Gently cleaning the tongue, particularly the middle third of it, can disrupt the coating of bacteria and debris that may be the main source of the problem, Ravel writes. Flossing is also key, but children younger than 8 years old generally need help from an adult. If the bad breath is because of a dry mouth, the child should drink plenty of sugar-free fluids; the dentist may also recommend chewing sugar-free gum. The restoration of teeth damaged by cavities can solve some cases of bad breath, as can the treatment of gum disease through improved oral or hygiene or, in more severe cases, medications and surgery.

Is it normal for my child to grind their teeth?

Childrens teeth after griding

Most children do grind their teeth at one age or another. This can occur anytime from the moment a baby begins to get teeth until permanent teeth erupt- and even some continue to grind their teeth their entire life. It is hoped that most children will stop grinding or clenching their teeth when their 6 year molars erupt. The six year molars erupt behind the baby molars and are higher or bigger teeth than the primary molars. This situation takes the pressure off of the baby molars and usually allows the child’s occlusion to begin to settle in on the six year molars. So, hopefully this habit will stop about the age of 6-7 years old.

The good news is that the grinding of the teeth at a young age rarely causes any damage to the teeth. It does wear the occlusal or chewing surface down, but usually does not cause the tooth to need to be restored. However, if a child already has dental restorations or fillings, they can be broken or damaged from this grinding. A stainless steel crown may be the treatment of choice on these teeth. The primary or baby teeth can become very short or flat due to this grinding and bruxing. This habit rarely causes any pain.

There is not much that a parent can do to stop the grinding or bruxing habit because it usually occurs at night during sleep. However, it is a good idea to discourage the child from grinding or clenching his teeth if he is doing it during the day. It is not practical to make a plastic night guard because it would not fit for more than a year due to the constantly changing baby teeth dentition. For example, every time a child would lose a tooth and a new permanent tooth would erupt, the rubber splint would need to be remade. If the child matures into his complete permanent teeth dentition and is still having symptoms from night grinding, it would be beneficial to have him evaluated for possible splint therapy.

Tips To Keep Your Child Cavity Free

child brushing his teeth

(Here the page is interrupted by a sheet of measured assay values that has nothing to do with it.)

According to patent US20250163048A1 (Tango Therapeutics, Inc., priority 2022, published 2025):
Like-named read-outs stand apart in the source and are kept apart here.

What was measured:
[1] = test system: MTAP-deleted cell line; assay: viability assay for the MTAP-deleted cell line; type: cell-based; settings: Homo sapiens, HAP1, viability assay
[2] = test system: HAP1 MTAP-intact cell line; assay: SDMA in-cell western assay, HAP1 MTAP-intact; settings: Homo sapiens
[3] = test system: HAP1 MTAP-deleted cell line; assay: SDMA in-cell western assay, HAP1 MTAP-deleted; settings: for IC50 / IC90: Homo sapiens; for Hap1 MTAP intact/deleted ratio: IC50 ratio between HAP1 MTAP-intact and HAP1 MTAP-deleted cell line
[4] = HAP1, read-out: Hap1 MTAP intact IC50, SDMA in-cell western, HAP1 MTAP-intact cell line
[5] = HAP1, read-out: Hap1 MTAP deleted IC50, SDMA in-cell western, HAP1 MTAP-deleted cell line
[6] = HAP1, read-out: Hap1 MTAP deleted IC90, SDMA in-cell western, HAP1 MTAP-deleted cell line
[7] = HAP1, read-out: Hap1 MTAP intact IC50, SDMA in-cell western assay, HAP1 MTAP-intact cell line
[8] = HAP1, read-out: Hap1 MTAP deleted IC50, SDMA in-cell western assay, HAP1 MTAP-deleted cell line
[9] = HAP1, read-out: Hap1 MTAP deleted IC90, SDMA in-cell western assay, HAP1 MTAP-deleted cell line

1. Make tooth brushing fun

Purchasing toothbrushes that light up or have your child’s favorite cartoon characters on them is a good way to make a daily routine fun. Always make sure that the toothbrush has soft bristles. Bubblegum or fruit-flavored toothpastes also encourage children to brush their teeth, eliminating the “stinging” feeling of minty toothpastes. Make sure that the toothpastes you purchase for your child have fluoride in them. A toothpaste that is approved by the American Dental Association is best.

2. Limit the frequency of sweets

Any food or drink that contains sugar is harmful to the teeth. Anytime that sugar is in the mouth, bacteria use the sugar to produce acid on the teeth. Acid is produced in the mouth for 20 minutes. It takes an additional 40 minutes for the body to neutralize the mouth back to a normal PH factor. So, every time that you eat or drink sugar, acid in produced on your teeth for about an hour.

3. Schedule biannual dental cleanings and exam

Dental cleanings remove calcified plaque that is impossible to get rid of through tooth brushing and flossing alone. Regular dental examinations allow Dr. Feldhaus to catch potential dental problems in their earliest stages, preventing expensive, complicated dental work down the line. During your child’s dental exam, Dr. Feldhaus will also check to ensure that the teeth are properly developing. It is also beneficial to your child to review any oral habits with them and encourage them to stop or slow finger sucking habits, for example.

4. Do not give your child a bottle with juice or milk at night

If your child must have a bottle at bedtime, use water or try a pacifier instead. Juices, milk and anything with sugar or acid will only feed the plaque resulting in more cavities.

5. You need to help a child under 6 brush their teeth.

Children brushing teeth Studies show that children under 6 do not have the dexterity to do a good job. One great strategy if you have a child who likes to do everything on their own is to let them do it first. Then say that it’s Mommy or Daddy’s turn. Of course there are children who will fight you on it, and there is no easy answer on how to handle it. Some children need help or at least supervision even at older ages.